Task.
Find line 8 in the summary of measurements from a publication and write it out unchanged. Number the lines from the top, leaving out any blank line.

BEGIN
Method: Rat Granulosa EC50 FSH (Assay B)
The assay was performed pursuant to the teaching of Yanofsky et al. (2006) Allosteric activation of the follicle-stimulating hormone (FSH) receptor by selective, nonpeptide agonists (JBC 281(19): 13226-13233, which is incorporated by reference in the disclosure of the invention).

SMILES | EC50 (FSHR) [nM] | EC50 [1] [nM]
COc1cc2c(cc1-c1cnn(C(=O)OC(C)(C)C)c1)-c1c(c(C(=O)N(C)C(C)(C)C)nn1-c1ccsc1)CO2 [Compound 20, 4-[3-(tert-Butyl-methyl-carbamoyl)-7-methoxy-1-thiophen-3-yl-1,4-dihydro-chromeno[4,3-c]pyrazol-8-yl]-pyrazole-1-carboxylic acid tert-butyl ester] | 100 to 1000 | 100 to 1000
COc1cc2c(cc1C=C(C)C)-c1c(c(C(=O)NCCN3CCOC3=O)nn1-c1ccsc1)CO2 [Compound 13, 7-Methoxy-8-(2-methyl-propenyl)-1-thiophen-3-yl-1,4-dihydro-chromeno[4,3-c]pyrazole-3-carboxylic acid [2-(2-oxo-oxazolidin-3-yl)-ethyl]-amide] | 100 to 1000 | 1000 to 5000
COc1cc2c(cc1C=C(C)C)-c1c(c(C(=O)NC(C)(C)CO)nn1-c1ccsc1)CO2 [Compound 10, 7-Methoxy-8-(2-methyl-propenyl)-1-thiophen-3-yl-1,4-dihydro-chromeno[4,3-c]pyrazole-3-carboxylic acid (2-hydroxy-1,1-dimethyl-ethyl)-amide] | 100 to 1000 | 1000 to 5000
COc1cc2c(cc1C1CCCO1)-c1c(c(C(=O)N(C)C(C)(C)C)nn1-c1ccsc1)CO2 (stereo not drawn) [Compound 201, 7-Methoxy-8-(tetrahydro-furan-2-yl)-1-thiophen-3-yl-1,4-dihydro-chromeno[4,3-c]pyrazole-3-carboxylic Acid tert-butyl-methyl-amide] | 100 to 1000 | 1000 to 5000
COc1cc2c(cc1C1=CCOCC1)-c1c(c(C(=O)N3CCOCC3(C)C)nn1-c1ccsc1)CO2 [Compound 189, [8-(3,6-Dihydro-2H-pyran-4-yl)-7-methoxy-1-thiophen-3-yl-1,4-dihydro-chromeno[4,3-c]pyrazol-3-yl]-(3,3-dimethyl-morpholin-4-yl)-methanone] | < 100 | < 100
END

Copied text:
COc1cc2c(cc1C1=CCOCC1)-c1c(c(C(=O)N3CCOCC3(C)C)nn1-c1ccsc1)CO2 [Compound 189, [8-(3,6-Dihydro-2H-pyran-4-yl)-7-methoxy-1-thiophen-3-yl-1,4-dihydro-chromeno[4,3-c]pyrazol-3-yl]-(3,3-dimethyl-morpholin-4-yl)-methanone] | < 100 | < 100